Column of Flavius Marcianus Augustus
The Column of Marcian is a Roman honorific column erected in Constantinople by the praefectus urbi Tatianus (450-c.452) and dedicated to the Emperor Marcian (450-57). It is located in the present-day Fatih district of Istanbul. The column is not documented in any late Roman or Byzantine source and its history has to be inferred from its location, style and dedicatory inscription.
The column is carved from red-grey Egyptian granite, in two sections. The quadrilateral basis is encased by four slabs of white marble. Three faces are decorated with IX monograms within medallions, and the fourth with two genii supporting a globe.
The column is topped by a Corinthian capital, decorated with aquilae. The inscription confirms that the capital was originally surmounted by a statue of Marcian, in continuation of an imperial architectural tradition initiated by the Column of Trajan and the Column of Marcus Aurelius in Rome. The basis of the column is orientated northwest/southeast, while its capital is aligned north/south, possibly so that the statue could look towards the nearby Church of the Holy Apostles.
A dedicatory inscription is engraved on the northern side of the basis. Its lettering was originally filled with bronze, which has since been removed. The inscription reads:
[pr]incipis hanc statuam Marciani | cerne torumque |(Behold this statue of the princeps Marcian and its base,
[prae]fectus vovit quod Tatianus | opus
a work dedicated by the prefect Tatianus.)
Computer Recreation of the Statue on the Column.
This image and those below used under FAIR USE from Byzantium1200.
Review for comment, criticism and scholarship as allowed under FAIR USE section 107 of the US Copyright Law. In accordance with Title 17 U.S.C.
The website Byzantium 1200 published an article about the Column of Marcianus. The Column still exists today making that job much easier. But the artists decided to recreate the long lost statue of the Emperor.
Based on the time Emperor Marcianos (450-457) ruled I suspect the dress is dead on being more Roman than Byzantine. What the Emperor actually looked like is anyone's guess.
The Column is never mentioned by Byzantine sources. The recreation is a job well done.
|One of the faded IX monograms inside a wreath at the base of the column.
|Solidus of Emperor Flavius Marcianus Augustus
Emperor Marcian was born in 392 in Illyricum or Thracia. The son of a soldier, he spent his early life as an obscure soldier, member of a military unit located at Philippopolis.
Marcian was dispatched with his unit for a war against the Sassanids (probably the Roman-Sassanid war of 421–422), but along the road East he fell ill in Lycia; at this time he might have already been tribunus and commander of his unit.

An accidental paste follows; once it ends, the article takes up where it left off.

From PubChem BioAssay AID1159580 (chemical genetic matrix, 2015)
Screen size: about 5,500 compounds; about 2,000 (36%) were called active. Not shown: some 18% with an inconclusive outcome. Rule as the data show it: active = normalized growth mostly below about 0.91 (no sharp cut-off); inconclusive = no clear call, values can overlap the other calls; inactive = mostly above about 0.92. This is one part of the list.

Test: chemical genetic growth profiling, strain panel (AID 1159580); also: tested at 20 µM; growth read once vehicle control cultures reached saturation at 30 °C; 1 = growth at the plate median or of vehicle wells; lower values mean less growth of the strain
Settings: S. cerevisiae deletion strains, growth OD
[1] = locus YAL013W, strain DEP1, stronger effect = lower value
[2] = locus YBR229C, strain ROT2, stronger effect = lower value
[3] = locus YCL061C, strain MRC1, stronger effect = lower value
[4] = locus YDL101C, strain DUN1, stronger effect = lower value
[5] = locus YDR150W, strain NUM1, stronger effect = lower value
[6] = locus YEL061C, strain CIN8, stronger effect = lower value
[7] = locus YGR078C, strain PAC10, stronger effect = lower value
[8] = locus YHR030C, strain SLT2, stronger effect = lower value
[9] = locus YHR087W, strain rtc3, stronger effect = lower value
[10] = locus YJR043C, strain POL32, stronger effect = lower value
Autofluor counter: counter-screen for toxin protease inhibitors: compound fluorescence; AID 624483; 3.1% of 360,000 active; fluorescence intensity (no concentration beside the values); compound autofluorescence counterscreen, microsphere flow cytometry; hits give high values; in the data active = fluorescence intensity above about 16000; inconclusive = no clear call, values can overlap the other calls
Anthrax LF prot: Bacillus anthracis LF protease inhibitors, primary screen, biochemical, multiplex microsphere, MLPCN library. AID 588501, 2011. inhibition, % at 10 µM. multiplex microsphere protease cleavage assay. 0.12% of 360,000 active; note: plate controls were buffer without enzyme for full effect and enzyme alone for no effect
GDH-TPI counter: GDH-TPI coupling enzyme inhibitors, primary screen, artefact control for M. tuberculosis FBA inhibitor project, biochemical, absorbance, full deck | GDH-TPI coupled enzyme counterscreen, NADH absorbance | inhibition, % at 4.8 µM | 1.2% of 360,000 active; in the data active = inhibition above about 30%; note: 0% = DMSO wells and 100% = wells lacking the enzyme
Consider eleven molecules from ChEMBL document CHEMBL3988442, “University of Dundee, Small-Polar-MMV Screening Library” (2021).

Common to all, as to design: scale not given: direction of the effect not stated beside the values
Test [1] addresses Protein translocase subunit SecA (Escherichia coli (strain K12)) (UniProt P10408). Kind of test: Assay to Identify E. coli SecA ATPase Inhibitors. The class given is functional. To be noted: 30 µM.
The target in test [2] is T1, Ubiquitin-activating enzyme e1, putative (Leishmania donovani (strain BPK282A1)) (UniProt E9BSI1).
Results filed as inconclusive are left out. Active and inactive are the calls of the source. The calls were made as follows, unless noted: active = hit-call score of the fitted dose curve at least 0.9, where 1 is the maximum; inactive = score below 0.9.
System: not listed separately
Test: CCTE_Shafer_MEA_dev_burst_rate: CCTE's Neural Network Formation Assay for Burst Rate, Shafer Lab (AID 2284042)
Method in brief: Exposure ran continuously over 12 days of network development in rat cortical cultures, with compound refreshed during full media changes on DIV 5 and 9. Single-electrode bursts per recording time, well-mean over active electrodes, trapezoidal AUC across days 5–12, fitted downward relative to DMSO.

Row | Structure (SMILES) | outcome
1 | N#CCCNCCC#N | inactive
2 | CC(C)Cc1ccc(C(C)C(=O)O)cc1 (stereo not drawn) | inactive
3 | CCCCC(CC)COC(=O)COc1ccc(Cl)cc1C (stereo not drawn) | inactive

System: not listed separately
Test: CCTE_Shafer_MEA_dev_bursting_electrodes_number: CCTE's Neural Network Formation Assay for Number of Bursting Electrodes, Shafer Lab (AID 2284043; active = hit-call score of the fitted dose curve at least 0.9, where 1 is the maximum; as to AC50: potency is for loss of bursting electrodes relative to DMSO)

After recovering from his illness, he went to Constantinople, where he served for fifteen years as domesticus under the generals Ardaburius and Aspar. In 431/434, while fighting in Africa under Aspar, Marcian was taken prisoner by the Vandals; according to a later legend, he was brought before King Geiseric (428–477), who knew by an omen that Marcian was to be Emperor and was released on his oath never to take up arms against the Vandals.
He became a captain of the guards, and was later raised to the rank of Senator. On the death of Theodosius II (450) he was chosen as consort by the latter's sister and successor, Pulcheria.
Marcian reformed the Empire's finances, checked extravagance, and repopulated devastated districts. He repelled attacks upon Syria and Egypt in 452, and quelled disturbances on the Armenian frontier in 456. The other notable event of his reign is the Council of Chalcedon in 451, in which Marcian endeavored to mediate between the rival schools of theology.
Marcian generally ignored the affairs of the Western Roman Empire, leaving that tottering half of the empire to its fate. He did nothing to aid the west during Attila's campaigns, and ignored the depredations of Geiseric even when the Vandals sacked Rome in 455.
Marcia Euphemia was the only known daughter of Marcian, and she was married to Anthemius, later Western Roman Emperor. The identity of her mother is unknown.
Pulcheria was his second wife. Pulcheria had taken a religious vow of chastity. The second marriage was a mere political alliance, establishing Marcian as a member of the Theodosian dynasty by marriage. The marriage of Marcian to Pulcheria was never consummated, and consequently Euphemia never had younger half-siblings..
Marcian died on 27 January 457 of a disease, possibly gangrene, contracted during a long religious journey.
(Column of Marcian) (Marcian)